From Needles, California, to Tombstone, Arizona.
- Written by Johnny D. Boggs
- Published December 01, 2005
Heavily armed men are lying in wait for me when I pull into the Holiday Inn Express—enough to make me nervous.
I try to make it to my room unobserved, but a black-hatted hombre tracks me down and instructs me to mosey over to the lobby.
A Colt Single Action Army is a mighty good persuader. Which causes me to think:
It’s a lot easier to pack iron in Tombstone, Arizona, today than it was when the Earp brothers called the shots.
Wyatt Earp is still The Man.
I don’t mean Hugh O’Brian or Kurt Russell, but the bona fide Wyatt, whoever he was. Love him or hate him, no one ignores him 124 years after a 27-second set-to hurled three men into eternity and Wyatt Berry Stapp Earp into Western folklore.
Wyatt brings out more passion, and the historian, in all of us than any other Old West figure. I spent an hour in San Diego, California, talking to a man who had opened an Earp museum. In Parker, Arizona, a resident gave me tours of Earp’s old mining claims across the Colorado River in California. In Tucson, I listened to an impassioned Earp-o-phile berate my boss as an Earp hater. (“No,” I argued, “you’ve never heard him sing the Life and Legend of Wyatt Earp theme song.”)
And now I’m in Tombstone, waylaid by vigilantes.
My Earp trail starts in Needles, California. Actually, the real Earp journey begins in Monmouth, Illinois, where Earp was born in 1848, and continues all across the West before ending at Colma near San Francisco, where Earp’s ashes were interred in the Hills of Eternity Cemetery in 1929 (wife Josephine Marcus was buried there, too, in 1944).
Alas, with gas prices as volatile as Doc Holliday’s temper, we’ll focus on Arizona and southern California.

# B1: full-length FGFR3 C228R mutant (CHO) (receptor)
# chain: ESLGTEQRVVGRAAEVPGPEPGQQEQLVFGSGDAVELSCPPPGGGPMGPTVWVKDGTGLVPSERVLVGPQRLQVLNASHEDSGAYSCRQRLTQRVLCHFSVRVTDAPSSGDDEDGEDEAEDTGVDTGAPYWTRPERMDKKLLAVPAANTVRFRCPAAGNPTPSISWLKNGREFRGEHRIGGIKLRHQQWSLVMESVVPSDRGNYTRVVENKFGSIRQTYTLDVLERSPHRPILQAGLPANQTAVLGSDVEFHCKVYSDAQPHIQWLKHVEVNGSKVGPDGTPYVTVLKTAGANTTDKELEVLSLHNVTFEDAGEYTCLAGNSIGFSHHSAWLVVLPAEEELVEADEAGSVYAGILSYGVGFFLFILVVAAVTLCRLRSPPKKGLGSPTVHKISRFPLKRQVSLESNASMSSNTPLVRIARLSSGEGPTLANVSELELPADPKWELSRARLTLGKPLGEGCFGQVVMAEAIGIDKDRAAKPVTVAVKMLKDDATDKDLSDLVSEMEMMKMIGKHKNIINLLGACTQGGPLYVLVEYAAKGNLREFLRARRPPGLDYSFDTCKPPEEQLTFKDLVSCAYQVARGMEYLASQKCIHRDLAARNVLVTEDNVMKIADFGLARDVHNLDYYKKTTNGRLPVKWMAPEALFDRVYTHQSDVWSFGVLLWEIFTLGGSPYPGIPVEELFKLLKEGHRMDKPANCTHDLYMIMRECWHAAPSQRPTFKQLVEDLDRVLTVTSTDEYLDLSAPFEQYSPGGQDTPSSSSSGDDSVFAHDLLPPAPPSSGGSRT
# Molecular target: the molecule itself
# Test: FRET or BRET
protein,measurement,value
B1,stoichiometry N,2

An e-mail to the Needles Chamber of Commerce about any Earp sites goes unanswered. Well, Needles is better known as the hometown of Spike, Snoopy’s brother. Besides, this was brother Virgil’s territory. Virgil and wife Allie opened Earp’s Hall in the nearby boomtown of Vanderbilt. Virgil even ran for constable of Needles in 1893, but he lost.
Down the road in Colton, however, the Earps are anything but forgotten. In 1864, 16-year-old Wyatt joined his father’s wagon train from Pella, Iowa, arriving seven months later in the San Bernardino Valley. The Earps would continue to have a presence in the area.
Colton’s home of the Earp Society—a nonprofit group gung ho on preserving the Old West. Part of that preservation comes in the form of Wyatt Earp’s Old West Days every October, which is a worthy event for Earp-o-philes.
From Colton, Wyatt’s trail leads to Los Angeles. In the summer of 1865, young Wyatt drove a stagecoach between L.A. and San Bernardino, and Wyatt would have an on-again, off-again relationship with the City of Angels for the rest of his life. He peddled his life story around L.A. in the early 1900s, befriended William S. Hart and Tom Mix, and died in a rented bungalow downtown.
Any L.A. trip means heading over to the Autry National Center’s Museum of the American West and Hart’s retirement home, La Loma de los Vientos, in Newhall. But if you really want Earp country and Earp sites, visit San Diego, where the most famous photo of Wyatt was taken.
In style in San Diego
Wyatt spent many nights at the Horton Grand Hotel back when it was the Brooklyn Hotel. In the 1880s, the Horton—a replica of the Innsbruck Hotel in Vienna, Austria—served the elite while the Brooklyn housed the working class. In the late 1970s, both hotels were saved from demolition, moved brick by brick and stored in a warehouse until they were rebuilt as the Horton Grand Hotel in 1986.
The Horton remembers Wyatt,...
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